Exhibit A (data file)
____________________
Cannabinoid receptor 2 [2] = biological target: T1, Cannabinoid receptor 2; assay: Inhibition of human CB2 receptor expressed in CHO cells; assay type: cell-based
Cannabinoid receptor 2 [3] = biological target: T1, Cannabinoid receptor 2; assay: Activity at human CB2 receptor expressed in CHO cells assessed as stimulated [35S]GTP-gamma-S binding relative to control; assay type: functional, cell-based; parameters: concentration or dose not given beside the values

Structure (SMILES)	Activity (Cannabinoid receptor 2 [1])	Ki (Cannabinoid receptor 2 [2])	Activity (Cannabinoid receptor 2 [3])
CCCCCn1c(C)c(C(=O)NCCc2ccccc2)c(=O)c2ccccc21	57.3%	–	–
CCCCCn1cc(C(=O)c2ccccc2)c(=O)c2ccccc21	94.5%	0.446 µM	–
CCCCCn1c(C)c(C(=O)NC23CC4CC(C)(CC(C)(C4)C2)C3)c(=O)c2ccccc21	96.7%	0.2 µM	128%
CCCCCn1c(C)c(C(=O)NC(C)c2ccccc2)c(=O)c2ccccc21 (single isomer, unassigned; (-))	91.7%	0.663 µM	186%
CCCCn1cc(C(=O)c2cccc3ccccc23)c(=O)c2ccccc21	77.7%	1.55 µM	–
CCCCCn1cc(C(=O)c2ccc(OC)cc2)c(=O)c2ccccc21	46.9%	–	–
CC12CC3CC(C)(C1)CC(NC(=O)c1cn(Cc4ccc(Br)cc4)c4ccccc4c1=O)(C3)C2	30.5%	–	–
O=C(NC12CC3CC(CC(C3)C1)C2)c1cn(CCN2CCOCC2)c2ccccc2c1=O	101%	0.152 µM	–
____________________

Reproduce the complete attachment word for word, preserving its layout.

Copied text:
Cannabinoid receptor 2 [2] = biological target: T1, Cannabinoid receptor 2; assay: Inhibition of human CB2 receptor expressed in CHO cells; assay type: cell-based
Cannabinoid receptor 2 [3] = biological target: T1, Cannabinoid receptor 2; assay: Activity at human CB2 receptor expressed in CHO cells assessed as stimulated [35S]GTP-gamma-S binding relative to control; assay type: functional, cell-based; parameters: concentration or dose not given beside the values

Structure (SMILES)	Activity (Cannabinoid receptor 2 [1])	Ki (Cannabinoid receptor 2 [2])	Activity (Cannabinoid receptor 2 [3])
CCCCCn1c(C)c(C(=O)NCCc2ccccc2)c(=O)c2ccccc21	57.3%	–	–
CCCCCn1cc(C(=O)c2ccccc2)c(=O)c2ccccc21	94.5%	0.446 µM	–
CCCCCn1c(C)c(C(=O)NC23CC4CC(C)(CC(C)(C4)C2)C3)c(=O)c2ccccc21	96.7%	0.2 µM	128%
CCCCCn1c(C)c(C(=O)NC(C)c2ccccc2)c(=O)c2ccccc21 (single isomer, unassigned; (-))	91.7%	0.663 µM	186%
CCCCn1cc(C(=O)c2cccc3ccccc23)c(=O)c2ccccc21	77.7%	1.55 µM	–
CCCCCn1cc(C(=O)c2ccc(OC)cc2)c(=O)c2ccccc21	46.9%	–	–
CC12CC3CC(C)(C1)CC(NC(=O)c1cn(Cc4ccc(Br)cc4)c4ccccc4c1=O)(C3)C2	30.5%	–	–
O=C(NC12CC3CC(CC(C3)C1)C2)c1cn(CCN2CCOCC2)c2ccccc2c1=O	101%	0.152 µM	–